Today, my dear brethren, is the Feast of the Holy Family. It is a feast that recalls the perfect union of the Blessed Virgin Mary, St. Joseph and Our Lord Jesus Christ, a union in which the Word Made Flesh chose to live the greatest part of His earthly life. Today’s feast also recalls the importance of that social institution, the family, in the journey of every soul to its final destiny which is union with God in heaven.
For of all the influences that play a part in the formation of souls, there is none more important than the influence of the family. Schools, wealth, media and politics all play a part in the formation of a soul but, compared to the education of a child by its mother and father and siblings, their role is most assuredly secondary.
The family is not only the most important institution for the formation of individual souls, it is also the building block of society. Disfunction in the family, therefore, not only leads disfunctional individuals, it necessarily leads to a disfunction in the whole of society. This is something that is immediately evident in modern times.
In 2006 an interesting book was published entitled Toxic Childhood: How the Modern World is Damaging Our Children and What We Can Do About It by a Mrs. Sue Palmer. In the book, the authoress attempts to expose an unfolding catastrophe of our modern world in a systematic way.
She details the damage caused:
and many other such things.
The book is interesting for the catalogue of woes it lays out for the reader, but the solutions it proposes are radically incomplete.
It happily counsels that we should think about:
It proposes an elaborate array of material solutions to modern parenting problems, but it fails entirely in routing those solutions in anything more than a vague notion of what seems to be good, (ie. what seems to be natural) and what is proported to be feasible acccording to modern parenting practice.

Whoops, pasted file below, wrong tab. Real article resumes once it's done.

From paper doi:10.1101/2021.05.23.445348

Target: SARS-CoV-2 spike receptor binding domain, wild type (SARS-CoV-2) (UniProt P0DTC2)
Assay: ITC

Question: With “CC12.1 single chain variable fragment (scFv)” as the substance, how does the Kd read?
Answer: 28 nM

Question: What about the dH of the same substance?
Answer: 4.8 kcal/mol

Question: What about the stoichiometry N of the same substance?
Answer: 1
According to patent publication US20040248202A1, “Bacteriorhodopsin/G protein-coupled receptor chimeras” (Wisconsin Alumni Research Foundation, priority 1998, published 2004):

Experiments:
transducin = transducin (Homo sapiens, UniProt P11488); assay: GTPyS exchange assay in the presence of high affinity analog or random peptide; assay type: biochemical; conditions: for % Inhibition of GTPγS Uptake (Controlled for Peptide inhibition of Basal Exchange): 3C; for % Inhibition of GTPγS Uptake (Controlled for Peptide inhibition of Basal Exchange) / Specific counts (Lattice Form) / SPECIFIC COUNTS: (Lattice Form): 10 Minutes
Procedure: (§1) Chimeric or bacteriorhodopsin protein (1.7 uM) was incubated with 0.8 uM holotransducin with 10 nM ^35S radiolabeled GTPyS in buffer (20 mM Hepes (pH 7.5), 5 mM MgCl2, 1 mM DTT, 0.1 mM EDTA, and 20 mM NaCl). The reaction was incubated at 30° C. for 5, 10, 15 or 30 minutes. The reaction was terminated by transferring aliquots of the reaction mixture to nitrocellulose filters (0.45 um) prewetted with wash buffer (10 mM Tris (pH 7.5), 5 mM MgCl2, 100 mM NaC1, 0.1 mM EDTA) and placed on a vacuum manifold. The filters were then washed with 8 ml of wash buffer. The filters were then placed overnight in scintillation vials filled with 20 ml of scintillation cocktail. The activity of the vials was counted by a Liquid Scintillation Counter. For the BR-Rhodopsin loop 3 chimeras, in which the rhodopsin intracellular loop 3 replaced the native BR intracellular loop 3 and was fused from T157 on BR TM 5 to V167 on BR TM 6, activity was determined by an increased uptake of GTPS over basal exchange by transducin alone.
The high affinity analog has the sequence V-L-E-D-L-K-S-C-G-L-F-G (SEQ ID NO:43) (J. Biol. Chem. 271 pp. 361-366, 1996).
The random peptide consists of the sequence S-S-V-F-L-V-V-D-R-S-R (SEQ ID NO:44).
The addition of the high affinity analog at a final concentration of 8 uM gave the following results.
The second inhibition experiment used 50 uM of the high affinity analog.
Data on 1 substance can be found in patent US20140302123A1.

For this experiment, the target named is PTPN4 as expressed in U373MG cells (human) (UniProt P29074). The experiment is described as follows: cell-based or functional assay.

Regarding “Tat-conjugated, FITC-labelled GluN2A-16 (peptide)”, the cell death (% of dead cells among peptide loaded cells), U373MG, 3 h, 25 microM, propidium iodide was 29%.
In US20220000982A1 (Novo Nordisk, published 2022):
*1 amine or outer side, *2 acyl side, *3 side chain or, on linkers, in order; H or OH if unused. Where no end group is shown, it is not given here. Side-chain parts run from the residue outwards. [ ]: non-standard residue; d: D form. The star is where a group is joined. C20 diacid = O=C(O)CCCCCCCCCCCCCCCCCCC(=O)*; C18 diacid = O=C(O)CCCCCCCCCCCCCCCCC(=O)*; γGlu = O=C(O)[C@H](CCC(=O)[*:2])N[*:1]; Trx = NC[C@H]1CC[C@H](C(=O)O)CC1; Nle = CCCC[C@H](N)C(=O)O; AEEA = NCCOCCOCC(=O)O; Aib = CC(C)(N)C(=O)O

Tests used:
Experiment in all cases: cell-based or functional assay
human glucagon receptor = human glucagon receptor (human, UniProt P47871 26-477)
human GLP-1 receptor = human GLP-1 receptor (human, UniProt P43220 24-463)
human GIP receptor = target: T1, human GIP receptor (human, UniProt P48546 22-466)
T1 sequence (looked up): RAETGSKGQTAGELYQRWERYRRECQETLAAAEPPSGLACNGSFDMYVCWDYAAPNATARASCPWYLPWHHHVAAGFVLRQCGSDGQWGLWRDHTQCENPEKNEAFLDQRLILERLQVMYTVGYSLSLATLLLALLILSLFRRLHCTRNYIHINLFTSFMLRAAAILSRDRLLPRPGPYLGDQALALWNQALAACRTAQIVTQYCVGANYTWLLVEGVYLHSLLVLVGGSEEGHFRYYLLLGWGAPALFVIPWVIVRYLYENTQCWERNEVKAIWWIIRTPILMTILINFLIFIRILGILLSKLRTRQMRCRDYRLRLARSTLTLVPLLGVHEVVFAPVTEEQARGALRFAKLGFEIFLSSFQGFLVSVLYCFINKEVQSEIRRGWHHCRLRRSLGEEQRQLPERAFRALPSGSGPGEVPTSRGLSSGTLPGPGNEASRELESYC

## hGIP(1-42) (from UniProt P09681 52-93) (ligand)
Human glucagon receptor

In the book, there are no notions of the existence of God and of the order inscribed by God in human nature (and hence in the family); there is no notion of objective right and wrong consequent to our nature and our relation to God; and there is no notion of love, true love by which a soul sacrifices itself to attain its perfection on earth.
One might say in defence that it wasn’t a religious book and so would not have arrived at these conclusions as a consequence. But the existence of God, objective right and wrong and true love are not specifically religious notions - they are entirely natural - and a solution which ignores the natural order of things is simply unnatural.
As Catholics, we know by faith that there is another element in the equation of human perfection too. It is this: the perfection of the natural order, the perfection of the family, is impossible without grace.
For a family to be truly functional, therefore, it must be truly religious and must aspire to supernatural virtue, not only by material means (such as eating and sleeping well, shutting out the evil influences of the world, giving time to your children), but more especially by
In short, it must take the Holy Family as its model. Every virtue for our own families - both supernatural and natural - is there perfectly manisfest: faith, hope and charity; prudence, justice, fortitude, temperence. Every gift of the Holy Ghost operates to an exemplary degree. Every freely given grace (gratia gratis data) bears fruit in their neighbours.
Let us ask for the singular grace by which our families might conform themselves to the Holy Family. By our families' imitation of the Holy Family, may our children be preserved from all that might harm them in this wicked world and may we all be brought safely to that heavenly abode as members of that same Holy Family for all eternity.